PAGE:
If we spoke about those steps in a different order, it would be difficult for our readers to understand which step to take next.
You may also want to include next steps, homework, or questions for discussion at the end of each chapter. Below are a few ideas for structuring and writing your self-help book:
- Follow a chronological timeline and take your reader on a journey
- Open with the dream life your audience wants and then show them how to achieve it
- Focus on small goals throughout the manuscript that work together to lead to the ultimate goal
Have fun with your structure and feel free to play around with various options.
5. Know What Your Audience Knows
Understanding exactly what your audience knows (and doesn't know) about your topic is likely one of the biggest contributors to book sales and successful self-help book launches.
If you aren't meeting them where they're at and saying things that resonate with what they want, they won't pick up your book.
Work to avoid laying foundations your audience will view as juvenile or obvious. But at the same time, don’t push your audience too fast or make too many assumptions about what they know on the subject.
This may seem difficult to balance, but it comes down to deeply understanding your audience and their unique problems.
6. Repeat, Rephrase, Reframe
Most people need old lessons repeated to them in new ways more than they need to learn something new.
For instance, most people understand that establishing positive habits is crucial to a healthy, successful life.
If you’re familiar with James Clear, author of Atomic Habits, you know he took this knowledge, repeated it, rephrased it, and reframed it in a way that landed him a spot on the New York Times bestseller list. Today, his estimated net worth is $8 million.
People thrive on repetition.
Want to know how to write a self-help book that leverages this technique? Practice saying the same thing in different ways, and experiment with different verbs and nouns to keep your writing interesting.
7. Provide An Achievable Goal
A list of tips for how to write a self-help book would not be complete without mentioning the importance of achievable goals. One aspect I believe helped James Clear succeed so massively with Atomic Habits was his focus on small, achievable habits.
The emphasis on realistic goals is important for how to write a motivational book, as it helps readers feel empowered to take action and experience tangible progress, fueling their motivation and belief in their ability to achieve their larger goals.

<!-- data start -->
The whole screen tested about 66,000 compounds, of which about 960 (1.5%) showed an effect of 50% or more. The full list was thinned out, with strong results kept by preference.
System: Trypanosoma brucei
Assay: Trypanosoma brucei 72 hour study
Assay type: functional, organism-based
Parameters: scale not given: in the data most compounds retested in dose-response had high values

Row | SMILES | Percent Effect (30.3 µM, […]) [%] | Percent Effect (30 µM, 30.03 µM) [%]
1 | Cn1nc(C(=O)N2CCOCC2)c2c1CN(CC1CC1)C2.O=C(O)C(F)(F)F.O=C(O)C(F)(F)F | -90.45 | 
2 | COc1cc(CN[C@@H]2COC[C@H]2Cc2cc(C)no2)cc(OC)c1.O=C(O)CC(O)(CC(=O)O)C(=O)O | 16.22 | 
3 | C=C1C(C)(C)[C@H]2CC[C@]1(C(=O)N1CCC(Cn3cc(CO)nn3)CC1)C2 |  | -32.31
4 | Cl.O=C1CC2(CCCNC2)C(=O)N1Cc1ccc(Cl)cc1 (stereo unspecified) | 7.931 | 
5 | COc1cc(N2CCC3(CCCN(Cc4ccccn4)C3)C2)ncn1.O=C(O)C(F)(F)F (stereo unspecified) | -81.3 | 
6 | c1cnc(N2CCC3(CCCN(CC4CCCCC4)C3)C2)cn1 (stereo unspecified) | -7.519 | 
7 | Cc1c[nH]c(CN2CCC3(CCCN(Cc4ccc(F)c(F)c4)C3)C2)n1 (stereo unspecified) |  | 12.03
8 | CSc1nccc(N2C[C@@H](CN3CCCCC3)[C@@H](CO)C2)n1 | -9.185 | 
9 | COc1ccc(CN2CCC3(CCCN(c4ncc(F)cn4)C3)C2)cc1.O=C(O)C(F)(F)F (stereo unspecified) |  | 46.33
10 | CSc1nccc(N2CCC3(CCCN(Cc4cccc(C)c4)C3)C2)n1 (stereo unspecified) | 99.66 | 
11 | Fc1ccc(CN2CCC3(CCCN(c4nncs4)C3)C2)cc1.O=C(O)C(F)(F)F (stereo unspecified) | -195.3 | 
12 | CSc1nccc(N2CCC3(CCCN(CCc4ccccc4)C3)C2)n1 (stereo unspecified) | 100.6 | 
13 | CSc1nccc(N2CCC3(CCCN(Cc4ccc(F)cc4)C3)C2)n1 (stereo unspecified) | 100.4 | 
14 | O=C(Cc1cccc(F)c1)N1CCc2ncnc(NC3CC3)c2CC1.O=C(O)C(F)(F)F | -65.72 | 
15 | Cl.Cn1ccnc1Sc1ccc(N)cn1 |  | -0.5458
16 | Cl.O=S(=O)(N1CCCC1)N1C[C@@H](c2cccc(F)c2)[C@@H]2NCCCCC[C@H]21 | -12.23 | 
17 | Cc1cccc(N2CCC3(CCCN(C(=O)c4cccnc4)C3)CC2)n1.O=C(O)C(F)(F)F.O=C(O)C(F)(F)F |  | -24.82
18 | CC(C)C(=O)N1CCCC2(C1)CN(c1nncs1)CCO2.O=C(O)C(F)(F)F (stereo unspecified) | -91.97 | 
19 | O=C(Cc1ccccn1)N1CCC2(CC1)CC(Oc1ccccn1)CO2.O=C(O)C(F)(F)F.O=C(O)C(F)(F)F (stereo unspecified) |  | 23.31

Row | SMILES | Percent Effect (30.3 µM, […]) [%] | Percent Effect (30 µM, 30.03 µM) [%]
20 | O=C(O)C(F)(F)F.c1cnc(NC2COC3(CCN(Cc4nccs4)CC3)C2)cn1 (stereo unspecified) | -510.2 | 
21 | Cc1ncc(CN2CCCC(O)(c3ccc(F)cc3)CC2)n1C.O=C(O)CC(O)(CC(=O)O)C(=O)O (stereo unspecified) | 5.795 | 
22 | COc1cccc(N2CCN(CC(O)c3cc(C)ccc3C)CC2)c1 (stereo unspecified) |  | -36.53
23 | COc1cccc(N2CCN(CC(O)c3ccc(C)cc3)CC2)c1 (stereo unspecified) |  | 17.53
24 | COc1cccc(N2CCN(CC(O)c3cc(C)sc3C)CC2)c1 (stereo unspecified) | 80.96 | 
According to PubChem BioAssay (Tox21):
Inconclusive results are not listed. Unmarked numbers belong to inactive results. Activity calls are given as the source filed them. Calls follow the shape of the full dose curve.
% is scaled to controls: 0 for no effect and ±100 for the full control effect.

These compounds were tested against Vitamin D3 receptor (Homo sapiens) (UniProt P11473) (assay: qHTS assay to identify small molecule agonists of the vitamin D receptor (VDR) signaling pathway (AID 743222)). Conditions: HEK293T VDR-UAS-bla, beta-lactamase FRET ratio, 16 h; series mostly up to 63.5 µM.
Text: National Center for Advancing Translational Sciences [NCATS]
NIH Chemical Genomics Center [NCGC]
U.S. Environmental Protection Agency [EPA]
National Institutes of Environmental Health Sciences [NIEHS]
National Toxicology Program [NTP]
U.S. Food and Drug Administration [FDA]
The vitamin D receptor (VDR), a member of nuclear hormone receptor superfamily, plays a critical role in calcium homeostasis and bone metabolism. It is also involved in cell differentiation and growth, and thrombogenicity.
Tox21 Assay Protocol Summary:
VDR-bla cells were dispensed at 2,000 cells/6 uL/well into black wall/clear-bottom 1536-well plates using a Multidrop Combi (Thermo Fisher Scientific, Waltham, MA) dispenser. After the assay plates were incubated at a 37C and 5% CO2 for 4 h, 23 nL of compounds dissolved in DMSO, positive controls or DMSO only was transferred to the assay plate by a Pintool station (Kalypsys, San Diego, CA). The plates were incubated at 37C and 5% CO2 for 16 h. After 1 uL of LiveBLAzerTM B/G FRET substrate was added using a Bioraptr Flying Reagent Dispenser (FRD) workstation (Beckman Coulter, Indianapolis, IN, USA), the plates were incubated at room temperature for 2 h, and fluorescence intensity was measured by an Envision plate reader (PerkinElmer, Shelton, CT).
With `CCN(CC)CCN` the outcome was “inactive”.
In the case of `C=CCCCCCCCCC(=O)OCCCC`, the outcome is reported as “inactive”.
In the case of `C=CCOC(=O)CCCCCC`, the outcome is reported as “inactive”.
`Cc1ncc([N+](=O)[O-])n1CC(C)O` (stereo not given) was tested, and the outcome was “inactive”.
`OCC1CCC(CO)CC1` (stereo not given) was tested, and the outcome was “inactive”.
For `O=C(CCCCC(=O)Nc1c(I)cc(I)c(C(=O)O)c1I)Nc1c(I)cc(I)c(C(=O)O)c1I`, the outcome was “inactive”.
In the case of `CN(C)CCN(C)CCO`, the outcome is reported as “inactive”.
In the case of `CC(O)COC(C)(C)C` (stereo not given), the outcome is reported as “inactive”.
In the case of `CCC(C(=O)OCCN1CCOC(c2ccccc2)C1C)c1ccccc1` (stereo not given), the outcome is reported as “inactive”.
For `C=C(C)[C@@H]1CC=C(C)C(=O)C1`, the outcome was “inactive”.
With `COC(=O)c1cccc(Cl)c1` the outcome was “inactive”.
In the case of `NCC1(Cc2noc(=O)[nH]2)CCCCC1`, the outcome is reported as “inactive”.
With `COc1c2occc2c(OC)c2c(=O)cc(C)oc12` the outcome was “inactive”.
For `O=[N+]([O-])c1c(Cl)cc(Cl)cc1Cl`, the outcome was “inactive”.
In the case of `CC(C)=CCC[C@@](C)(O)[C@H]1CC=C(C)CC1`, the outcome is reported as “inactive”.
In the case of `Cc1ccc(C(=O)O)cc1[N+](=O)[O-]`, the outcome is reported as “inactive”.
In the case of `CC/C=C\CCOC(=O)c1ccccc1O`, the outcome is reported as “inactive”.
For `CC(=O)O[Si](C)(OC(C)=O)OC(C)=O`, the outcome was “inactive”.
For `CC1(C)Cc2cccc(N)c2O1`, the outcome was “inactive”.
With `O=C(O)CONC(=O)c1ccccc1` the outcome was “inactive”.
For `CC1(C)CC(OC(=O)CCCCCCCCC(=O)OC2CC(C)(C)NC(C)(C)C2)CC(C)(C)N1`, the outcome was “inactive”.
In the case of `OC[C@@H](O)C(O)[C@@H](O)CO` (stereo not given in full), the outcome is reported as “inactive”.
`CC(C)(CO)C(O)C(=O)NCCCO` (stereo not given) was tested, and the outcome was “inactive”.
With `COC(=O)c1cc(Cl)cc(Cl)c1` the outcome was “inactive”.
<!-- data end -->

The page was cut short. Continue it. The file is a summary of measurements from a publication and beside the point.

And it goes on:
The same goes for any self-help book, no matter how niche.
Audiences want to feel empowered so they can go live empowered lives. Self-help is about teaching individuals how to help themselves move forward. This means the goal must be achievable.
All goals take some level of effort, but you want to make sure you are pushing your readers toward something they can implement and start to see change from in the next 30 days.
8. Be Actionable
I've mentioned this multiple times throughout this guide, but it bears mentioning once more.
The goal of learning how to write a self-help book is learning how to write something that people can – and feel inspired to – take action from.
These steps should be ones they can take today, tomorrow, or this week. And should include clear directions.
For example, if your book focuses on harnessing creativity, what is a step they could take today?
If you write about starting a side hustle as a stay-at-home mom, what are some helpful steps you could provide for already overwhelmed mothers?
Or, let’s say you want to provide teenagers with ways to start investing early. Most teenagers don’t have much financially, let alone thousands of dollars to invest.
How can they take one small action today that will impact their lives in a decade?
Share Your Influence, Leave A Legacy
Everyone has a unique story to tell, and those stories have the ability to change lives.
You read this article not just because you want to learn how to write a self-help book but because you feel driven to help people.
When someone poses the question, ‘What is your legacy?', you are eager and ready to share your meaningful response.
You likely have some level of influence or credibility, or have transformed your own life in a profound way, which is why you chose to write a self-help book. The more you fine-tune how you write your book, the more potential it has for influence.
If you’re eager to start writing your book today, use the free resource below to help you start your nonfiction outline. This nonfiction book outline can help you reach your end goal (aka: a finished, impactful manuscript) faster.
Enjoy drafting your self-help book, and let us know which tip was most beneficial for you!